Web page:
pink eye

By Sarah Queck

Lindstrom Eye 

and Laser Center

“Pink eye” is a term I hear often, and used it myself growing up. But what is “pink eye” actually referring to? Most people use this generic term when referring to a viral infection of the eye, called viral conjunctivitis. The conjunctiva is the clear skin of the eye, and when infected, inflamed or irritated, turns red or “pink.” 

Inflammation of the conjunctiva is called conjunctivitis, and is a general term that does not specify what exactly is causing the problem. Infectious causes of conjunctivitis can be due to a virus or different types of bacteria, and irritants in the environment cause allergic conjunctivitis. I’ll discuss viral, bacterial and allergic conjunctivitis. 

Viral conjunctivitis is the most common cause of infectious conjunctivitis, and is highly contagious. It is caused by the same virus that causes the common cold. Symptoms include eye redness, swelling, itching, and a watery or mild mucous discharge.  

It usually starts in one eye, but since it is so contagious, often infects the other eye in a few days. There is no treatment, and you have to let the virus run its course (much like a cold). Since it is not a bacterial infection, antibiotics do not help! 

There are drops that your doctor can prescribe that can help with the irritation and itching, but these drops will not help the infection clear more quickly. Cool compresses with a wet washcloth may help with the discomfort, and frequent artificial tears will help ease symptoms as well. It is important to practice good hand hygiene in order to prevent infecting other people with this highly transmittable virus.  Wash your hands frequently, especially after touching your eye or face. Don’t share towels or pillowcases, and wash these daily.  

Even despite good hygiene, family members or people in close contact often still contract the infection. You can be contagious for 10-14 days after the start of symptoms, so people who work in schools or health care facilities should be especially conscious of hand hygiene to prevent infecting others. Symptoms can last anywhere from one to two weeks, and sometimes even longer. Children often contract viral conjunctivitis due to being in such close contact with many other children in school or day care, and are less likely to have good hand hygiene. It is often from children that adults contract the infection.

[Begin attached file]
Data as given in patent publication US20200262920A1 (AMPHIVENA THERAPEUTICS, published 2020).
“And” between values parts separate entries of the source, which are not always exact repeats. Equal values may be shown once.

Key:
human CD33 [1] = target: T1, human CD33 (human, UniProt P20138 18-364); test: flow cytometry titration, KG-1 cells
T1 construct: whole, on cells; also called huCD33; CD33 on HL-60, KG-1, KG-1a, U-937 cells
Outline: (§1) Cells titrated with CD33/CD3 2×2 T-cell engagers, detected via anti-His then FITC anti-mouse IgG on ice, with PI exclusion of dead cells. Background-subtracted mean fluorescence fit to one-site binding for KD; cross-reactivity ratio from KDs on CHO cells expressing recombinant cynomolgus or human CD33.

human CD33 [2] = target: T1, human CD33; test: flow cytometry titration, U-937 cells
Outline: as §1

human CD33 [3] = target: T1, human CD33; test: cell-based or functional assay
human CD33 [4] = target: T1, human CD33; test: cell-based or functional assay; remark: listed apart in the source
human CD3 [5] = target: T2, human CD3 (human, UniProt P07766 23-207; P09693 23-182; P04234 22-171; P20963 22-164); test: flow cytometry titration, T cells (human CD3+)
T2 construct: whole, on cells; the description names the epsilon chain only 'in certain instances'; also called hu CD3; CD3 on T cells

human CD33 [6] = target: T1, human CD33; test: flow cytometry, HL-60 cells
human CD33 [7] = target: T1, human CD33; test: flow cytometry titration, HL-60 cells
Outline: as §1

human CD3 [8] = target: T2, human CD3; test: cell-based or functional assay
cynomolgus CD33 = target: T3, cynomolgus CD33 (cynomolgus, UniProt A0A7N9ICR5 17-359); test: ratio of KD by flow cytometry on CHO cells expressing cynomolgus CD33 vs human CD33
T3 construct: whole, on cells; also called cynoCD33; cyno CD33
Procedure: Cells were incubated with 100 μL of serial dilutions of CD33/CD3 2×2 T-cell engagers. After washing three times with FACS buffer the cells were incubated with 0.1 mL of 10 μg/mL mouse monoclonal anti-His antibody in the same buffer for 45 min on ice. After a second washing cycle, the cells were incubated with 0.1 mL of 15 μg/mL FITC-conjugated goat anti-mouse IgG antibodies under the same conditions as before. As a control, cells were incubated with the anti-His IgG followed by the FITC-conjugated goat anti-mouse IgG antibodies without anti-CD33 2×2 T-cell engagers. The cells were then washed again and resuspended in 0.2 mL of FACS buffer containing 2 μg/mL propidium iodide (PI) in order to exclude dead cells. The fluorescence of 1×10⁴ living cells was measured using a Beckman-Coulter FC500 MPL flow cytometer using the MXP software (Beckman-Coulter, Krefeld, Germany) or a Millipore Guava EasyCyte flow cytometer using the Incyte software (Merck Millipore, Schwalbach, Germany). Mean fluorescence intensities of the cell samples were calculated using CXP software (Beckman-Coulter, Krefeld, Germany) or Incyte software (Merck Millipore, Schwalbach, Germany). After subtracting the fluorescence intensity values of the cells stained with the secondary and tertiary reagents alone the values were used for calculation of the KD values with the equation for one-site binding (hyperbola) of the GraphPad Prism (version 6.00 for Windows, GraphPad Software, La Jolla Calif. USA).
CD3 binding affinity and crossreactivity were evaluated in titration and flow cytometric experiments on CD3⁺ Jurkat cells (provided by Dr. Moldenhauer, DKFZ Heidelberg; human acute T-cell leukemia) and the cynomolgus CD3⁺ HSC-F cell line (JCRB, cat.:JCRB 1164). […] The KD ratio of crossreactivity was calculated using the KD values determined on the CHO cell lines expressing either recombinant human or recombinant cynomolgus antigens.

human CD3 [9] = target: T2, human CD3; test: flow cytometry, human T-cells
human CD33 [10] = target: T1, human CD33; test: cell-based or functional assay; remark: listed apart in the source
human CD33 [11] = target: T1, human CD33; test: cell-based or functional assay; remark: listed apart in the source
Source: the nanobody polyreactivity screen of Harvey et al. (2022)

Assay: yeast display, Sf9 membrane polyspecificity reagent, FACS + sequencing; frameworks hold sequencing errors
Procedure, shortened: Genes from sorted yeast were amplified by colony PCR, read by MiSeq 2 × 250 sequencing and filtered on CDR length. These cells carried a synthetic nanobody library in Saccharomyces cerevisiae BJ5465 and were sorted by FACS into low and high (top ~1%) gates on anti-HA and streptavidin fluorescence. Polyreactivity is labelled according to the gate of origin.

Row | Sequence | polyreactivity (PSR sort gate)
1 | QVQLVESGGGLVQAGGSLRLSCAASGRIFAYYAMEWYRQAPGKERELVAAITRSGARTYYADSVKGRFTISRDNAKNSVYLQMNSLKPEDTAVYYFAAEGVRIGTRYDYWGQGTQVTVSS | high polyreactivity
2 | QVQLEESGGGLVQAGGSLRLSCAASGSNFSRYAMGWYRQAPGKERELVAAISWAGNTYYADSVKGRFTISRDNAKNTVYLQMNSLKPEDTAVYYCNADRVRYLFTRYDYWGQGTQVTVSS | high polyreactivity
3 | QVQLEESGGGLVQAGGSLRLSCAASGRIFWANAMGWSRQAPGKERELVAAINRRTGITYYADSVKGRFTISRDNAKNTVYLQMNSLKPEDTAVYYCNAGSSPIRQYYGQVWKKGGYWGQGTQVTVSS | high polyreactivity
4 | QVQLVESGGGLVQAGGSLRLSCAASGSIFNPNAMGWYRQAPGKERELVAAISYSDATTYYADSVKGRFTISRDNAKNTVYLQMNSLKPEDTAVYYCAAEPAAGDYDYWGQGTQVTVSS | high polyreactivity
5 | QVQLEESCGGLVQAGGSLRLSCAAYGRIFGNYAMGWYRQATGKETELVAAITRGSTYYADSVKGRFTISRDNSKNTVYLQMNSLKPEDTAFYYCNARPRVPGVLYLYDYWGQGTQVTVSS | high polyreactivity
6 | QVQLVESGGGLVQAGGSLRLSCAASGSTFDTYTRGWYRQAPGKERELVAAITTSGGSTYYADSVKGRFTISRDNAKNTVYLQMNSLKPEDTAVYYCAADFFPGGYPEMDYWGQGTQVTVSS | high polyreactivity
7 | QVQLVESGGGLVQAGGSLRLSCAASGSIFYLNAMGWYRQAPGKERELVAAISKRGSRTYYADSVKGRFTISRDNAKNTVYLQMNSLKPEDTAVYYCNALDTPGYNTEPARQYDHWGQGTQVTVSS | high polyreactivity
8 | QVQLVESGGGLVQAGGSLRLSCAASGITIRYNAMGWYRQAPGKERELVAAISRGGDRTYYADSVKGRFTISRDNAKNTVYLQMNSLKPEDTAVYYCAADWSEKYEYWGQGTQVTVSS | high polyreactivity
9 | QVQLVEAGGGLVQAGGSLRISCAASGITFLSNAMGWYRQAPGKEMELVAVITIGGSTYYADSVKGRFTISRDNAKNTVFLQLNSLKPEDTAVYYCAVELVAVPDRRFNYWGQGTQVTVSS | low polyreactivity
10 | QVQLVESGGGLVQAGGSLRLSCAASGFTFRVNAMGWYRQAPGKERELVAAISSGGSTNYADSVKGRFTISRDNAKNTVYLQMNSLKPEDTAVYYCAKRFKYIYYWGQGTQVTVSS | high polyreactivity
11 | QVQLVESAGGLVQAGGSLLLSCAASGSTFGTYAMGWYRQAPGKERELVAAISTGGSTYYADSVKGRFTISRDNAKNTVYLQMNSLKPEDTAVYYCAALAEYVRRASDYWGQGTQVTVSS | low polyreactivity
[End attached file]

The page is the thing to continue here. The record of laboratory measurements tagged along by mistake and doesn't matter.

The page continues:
Bacterial conjunctivitis is much less common than viral conjunctivitis, and the source of infection is either by direct contact with an infected person’s eye secretions, or spread of the bacteria that live in your own nose or sinuses. The eye is usually red, painful, and typically has a significant amount of mucous and discharge. Bacterial conjunctivitis commonly only affects one eye, but can involve both eyes as well. This can also be easily spread from person to person, so all the same precautions need to be taken as with viral conjunctivitis. Most bacterial eye infections will resolve on their own without treatment in 2-7 days, but can be treated with topical antibiotic drops or ointment. 

Allergic conjunctivitis occurs when an irritant or allergen in the air or environment comes into contact with your eyes and causes irritation, and people with asthma or allergic rhinitis are more likely to experience eye allergies. Common allergens include pollen or pet dander, but other things like cigarette smoke or strong chemicals can cause eye irritation as well.  Symptoms include intense eye itching, redness, tearing, burning, and eyelid puffiness. Usually both eyes are involved, and this is not contagious. Avoiding the trigger, if possible, is recommended. Make sure to clean carpets and bedding regularly to remove accumulated allergens. Patients who suffer from seasonal allergies can try over-the-counter allergy drops to alleviate the symptoms, and there are also prescription allergy drops that your doctor can prescribe. Cold compresses and artificial tears may help make the eyes feel better as well, and sometimes an oral antihistamine may be recommended.  

If you’re suffering from “pink eye,” it’s important to know what type of “pink eye” you have, if your problem is contagious, and what treatment options you have.  While most conjunctivitis will heal on it’s own, always consult your eye doctor if you have any prolonged or concerning eye symptoms!

Sarah Queck, MD, is an ophthalmologist at Lindstrom Eye and Laser Center.

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